Writing the Self: Chapter 1 Summary Response

In light of the fact that my students write a Summary Response blog post related to their career field every Friday, I am challenging myself to write similarly concerning a book I'm studying, Writing the Self: Diaries, Memoirs and the History of the Self  by Peter Heehs. Looking at diary writing as literature, specifically American travel diaries written during Westward expansion, is my primary focus for scholarship. I'm even more excited about my research focus because I see the obvious overlap in English studies: viewing diaries as literature and viewing diaries as rhetorical constructs. 
Considering that people use diaries for “self-expression,” and “self-reflection,” ultimately leading to the “desire for self-improvement” (Heehs 8), it was unavoidable to connect what I am learning about diary writing to my work in the Composition classroom with blogs (modern diaries) . I want to understand more fully how to best design and implement blog assignments that inspire my students to meaningfully reflect on their own writing. 
This book is already greatly enjoyable and necessary as a theoretical and historical groundwork piece just as the works of Margo Culley have been for me in this area.
Here's my Summary Response of Chapter 1: The Self and History.
This chapter is a brief historical rundown of self-perception/ awareness and self-writing. He covers, as an introduction, various fundamental labels of self across cultures and even self language. Just as Hinduism has atma and Christianity has the soul, for example. What I found most interesting on this point is how "self" outside of Western culture is mostly based on the role and function of an individual within a group: “people in traditional cultures give much more importance to social cohesiveness, much less to individual autonomy” (4). In fact, Western culture is where Heehs is going to mostly stay throughout this book.
The author argues how “Self” has not necessarily always been more inward or introspective, “the feeling that there is a personal inner space that we alone have access to” (3). This notion was already apparent in Augustine’s Confessions (397-398 CE), which according to Heehs is “the first important memoir in the Western world” (7). Unlike modern thought, “For Augustine, to be concerned with one’s separate self was to turn away from God, the light of the truth and creator of the soul” (3). For most of our human history, "self" is viewed in terms of its connectedness (a word I'm throwing together here) to other selves.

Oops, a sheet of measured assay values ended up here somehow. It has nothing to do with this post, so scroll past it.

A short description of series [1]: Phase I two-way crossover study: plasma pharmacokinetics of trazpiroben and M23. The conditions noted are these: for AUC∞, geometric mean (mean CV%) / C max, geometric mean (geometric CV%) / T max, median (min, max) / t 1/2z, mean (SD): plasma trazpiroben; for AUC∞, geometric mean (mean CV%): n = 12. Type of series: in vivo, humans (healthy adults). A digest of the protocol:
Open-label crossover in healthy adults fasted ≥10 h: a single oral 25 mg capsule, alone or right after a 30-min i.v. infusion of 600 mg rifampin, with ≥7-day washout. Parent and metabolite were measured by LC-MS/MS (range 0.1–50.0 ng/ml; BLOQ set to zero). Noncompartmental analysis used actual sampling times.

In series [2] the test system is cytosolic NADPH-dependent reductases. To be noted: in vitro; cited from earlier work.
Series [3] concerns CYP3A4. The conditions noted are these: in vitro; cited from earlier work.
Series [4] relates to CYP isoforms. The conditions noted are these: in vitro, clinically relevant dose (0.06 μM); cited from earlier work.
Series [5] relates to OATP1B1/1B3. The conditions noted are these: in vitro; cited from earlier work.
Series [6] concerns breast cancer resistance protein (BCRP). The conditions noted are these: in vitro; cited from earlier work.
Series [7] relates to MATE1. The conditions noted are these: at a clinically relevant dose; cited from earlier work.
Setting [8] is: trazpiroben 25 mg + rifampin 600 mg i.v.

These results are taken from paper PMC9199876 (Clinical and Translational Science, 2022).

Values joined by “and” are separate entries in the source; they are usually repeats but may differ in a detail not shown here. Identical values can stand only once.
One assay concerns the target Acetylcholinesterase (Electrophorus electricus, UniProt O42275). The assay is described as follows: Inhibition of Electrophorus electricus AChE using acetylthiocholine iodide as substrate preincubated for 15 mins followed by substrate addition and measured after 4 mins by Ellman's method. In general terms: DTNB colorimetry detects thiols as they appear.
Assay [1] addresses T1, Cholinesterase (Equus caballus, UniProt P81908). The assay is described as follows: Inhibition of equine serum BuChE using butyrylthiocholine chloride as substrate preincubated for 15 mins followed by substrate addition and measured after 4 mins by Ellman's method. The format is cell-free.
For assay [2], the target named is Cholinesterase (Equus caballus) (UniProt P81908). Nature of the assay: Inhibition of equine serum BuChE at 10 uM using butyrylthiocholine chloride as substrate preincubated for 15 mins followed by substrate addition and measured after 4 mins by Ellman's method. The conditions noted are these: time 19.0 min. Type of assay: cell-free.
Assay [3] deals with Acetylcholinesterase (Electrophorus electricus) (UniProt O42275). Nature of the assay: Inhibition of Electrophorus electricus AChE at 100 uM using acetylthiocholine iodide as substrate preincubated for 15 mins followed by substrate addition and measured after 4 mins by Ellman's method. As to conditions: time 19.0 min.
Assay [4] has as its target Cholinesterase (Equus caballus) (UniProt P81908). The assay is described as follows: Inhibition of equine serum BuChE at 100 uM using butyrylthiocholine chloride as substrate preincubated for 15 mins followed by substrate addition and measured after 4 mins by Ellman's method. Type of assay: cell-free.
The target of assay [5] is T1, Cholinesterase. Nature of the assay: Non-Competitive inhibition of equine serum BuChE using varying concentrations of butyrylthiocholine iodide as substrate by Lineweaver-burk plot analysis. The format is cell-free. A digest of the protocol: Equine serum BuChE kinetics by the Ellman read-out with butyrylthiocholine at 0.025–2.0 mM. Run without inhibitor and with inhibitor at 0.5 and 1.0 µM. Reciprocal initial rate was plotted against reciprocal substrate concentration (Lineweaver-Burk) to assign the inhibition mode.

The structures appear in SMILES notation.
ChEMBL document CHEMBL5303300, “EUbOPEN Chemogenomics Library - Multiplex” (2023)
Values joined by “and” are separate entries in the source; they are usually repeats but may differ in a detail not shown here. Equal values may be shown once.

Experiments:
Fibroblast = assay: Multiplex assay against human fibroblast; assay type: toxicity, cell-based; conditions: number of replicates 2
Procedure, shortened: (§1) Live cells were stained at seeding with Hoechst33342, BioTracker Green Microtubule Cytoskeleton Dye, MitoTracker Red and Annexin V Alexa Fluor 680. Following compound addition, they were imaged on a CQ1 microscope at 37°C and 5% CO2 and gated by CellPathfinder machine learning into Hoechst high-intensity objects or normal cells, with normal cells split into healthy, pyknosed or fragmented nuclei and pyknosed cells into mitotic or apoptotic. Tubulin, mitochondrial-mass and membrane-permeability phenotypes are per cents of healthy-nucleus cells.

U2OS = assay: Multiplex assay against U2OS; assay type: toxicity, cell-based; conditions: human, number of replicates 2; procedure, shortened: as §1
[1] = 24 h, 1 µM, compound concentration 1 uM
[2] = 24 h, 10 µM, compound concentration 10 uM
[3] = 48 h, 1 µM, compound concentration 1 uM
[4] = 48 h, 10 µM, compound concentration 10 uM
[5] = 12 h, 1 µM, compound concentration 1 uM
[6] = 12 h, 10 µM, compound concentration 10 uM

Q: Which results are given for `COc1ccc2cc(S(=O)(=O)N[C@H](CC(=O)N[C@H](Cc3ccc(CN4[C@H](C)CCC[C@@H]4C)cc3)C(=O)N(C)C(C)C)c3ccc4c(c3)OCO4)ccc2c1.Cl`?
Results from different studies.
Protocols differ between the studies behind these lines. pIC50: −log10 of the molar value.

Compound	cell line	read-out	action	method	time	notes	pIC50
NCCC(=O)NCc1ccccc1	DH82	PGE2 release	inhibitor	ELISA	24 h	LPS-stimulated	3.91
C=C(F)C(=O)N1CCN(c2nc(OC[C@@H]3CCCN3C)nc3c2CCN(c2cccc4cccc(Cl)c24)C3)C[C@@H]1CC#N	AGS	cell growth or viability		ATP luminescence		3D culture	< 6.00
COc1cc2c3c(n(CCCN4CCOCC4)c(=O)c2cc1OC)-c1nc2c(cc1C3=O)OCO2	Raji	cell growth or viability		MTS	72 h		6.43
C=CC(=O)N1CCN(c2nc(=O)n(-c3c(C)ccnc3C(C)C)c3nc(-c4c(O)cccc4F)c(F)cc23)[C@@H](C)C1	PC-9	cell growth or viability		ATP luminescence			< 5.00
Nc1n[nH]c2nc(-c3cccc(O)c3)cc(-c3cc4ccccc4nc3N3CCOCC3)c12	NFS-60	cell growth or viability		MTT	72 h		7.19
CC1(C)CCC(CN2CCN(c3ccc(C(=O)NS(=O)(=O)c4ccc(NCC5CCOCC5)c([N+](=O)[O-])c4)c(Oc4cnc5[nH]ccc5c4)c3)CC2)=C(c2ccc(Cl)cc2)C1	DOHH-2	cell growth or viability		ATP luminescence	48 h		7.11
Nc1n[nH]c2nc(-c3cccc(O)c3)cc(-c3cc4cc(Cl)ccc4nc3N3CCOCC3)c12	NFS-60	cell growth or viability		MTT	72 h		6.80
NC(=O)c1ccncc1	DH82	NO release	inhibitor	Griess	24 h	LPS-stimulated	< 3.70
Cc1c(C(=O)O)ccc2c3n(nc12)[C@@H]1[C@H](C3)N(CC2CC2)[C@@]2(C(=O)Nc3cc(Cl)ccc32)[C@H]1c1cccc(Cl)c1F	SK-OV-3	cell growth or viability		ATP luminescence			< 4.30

Heehs also makes a “distinction between the instinctive sense of self that humans have always had and the concept of self that is a product of thought and reflection” (2). There is a concept of self that “humans of various period have created” which is the conscious self (2).
The chapter concludes with a light discussion of how the personal writings, such as diaries, help express “I”, and he warns that approaching self writing is best done with caution: “Some critics...[suggest] that first-person writings are tools of self-construction: not just accounts of what happened but ways of molding the stuff of the past into models of what the writers wish to be. To such critics, writing an account of one’s life is an act of self-creation” (6). Moreover, diaries are unique from memoirs and autobiographies in that the events are recorded shortly after they happen, with no knowledge of the future. Because of the difficulty a person usually has being honest with their own self, diaries or memoirs should never be taken at face value, a principle I understand well as I read diaries for research or even student blog posts.
This first chapter is very promising. I was elated at the historical overview of self-writing, and the greatest discovery was the oldest form of diary writing in the world- the nikki bungaku (diary literature) from Japan, which perhaps originated in the 8th century. For the first century of their use, they only recorded events, but nothing of the diarist themselves. In the tenth-century, “Ki no Tsurayuki began the tradition of the Japanese literary diary with his Tosa Nikki, a record of a journey from Tosa Province to Kyoto told from the perspective of a fictitious female narrator” (9). Tsurayuki wove poetry into this diary, creating a style that would “characterize the nikki for the next thousand years” (9). The genre became more fictionalized, but still very much “based on a true story” as more women began keeping nikki. Matsuo Basho (1644-94) is considered the “preeminent master of the nikki” (10) in his work, The Records of a Travel-worn Satchel, but his writing reveals little about him because of the heavy fictionalization. Since the paper I am currently working on looks at the rhetorical implications of poetry in travel diaries, the nikki is going to be a concept for further study for me.
Works Cited
Heehs, Peter. Writing the Self: Diaries, Memoirs, and the History of the Self. New York: Bloomsbury P, 2013. Print.